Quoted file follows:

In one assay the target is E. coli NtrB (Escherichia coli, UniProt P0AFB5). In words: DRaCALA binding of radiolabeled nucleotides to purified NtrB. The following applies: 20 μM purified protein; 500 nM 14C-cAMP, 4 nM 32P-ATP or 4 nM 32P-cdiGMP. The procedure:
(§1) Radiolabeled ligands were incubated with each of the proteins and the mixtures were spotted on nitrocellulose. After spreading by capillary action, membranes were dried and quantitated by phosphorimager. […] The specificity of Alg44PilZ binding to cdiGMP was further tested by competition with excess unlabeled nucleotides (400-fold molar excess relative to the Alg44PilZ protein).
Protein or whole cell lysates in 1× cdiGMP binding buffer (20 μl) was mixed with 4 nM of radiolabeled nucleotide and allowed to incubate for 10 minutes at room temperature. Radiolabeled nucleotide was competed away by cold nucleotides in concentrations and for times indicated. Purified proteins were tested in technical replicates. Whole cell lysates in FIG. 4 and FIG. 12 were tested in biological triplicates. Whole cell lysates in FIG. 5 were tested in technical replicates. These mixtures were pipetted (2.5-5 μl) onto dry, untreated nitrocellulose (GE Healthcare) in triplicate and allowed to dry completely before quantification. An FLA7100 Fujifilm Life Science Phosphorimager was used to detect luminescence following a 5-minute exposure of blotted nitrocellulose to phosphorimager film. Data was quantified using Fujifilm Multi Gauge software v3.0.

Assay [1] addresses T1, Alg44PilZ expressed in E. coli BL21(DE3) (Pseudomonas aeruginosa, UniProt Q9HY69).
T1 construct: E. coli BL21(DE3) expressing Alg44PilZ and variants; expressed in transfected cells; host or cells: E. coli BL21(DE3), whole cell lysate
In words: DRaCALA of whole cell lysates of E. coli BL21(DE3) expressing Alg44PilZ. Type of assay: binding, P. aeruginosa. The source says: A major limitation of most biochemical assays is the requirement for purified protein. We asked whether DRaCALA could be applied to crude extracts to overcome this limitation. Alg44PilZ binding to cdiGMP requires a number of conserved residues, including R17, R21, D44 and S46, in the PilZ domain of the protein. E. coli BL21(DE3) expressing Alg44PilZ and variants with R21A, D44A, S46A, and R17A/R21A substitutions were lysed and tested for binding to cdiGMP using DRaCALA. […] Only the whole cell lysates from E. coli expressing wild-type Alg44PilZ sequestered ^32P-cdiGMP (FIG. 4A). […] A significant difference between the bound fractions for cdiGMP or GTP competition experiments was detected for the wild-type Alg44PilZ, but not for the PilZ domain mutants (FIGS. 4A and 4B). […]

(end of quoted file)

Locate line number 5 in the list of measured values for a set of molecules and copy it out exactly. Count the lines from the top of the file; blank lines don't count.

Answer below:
T1 construct: E. coli BL21(DE3) expressing Alg44PilZ and variants; expressed in transfected cells; host or cells: E. coli BL21(DE3), whole cell lysate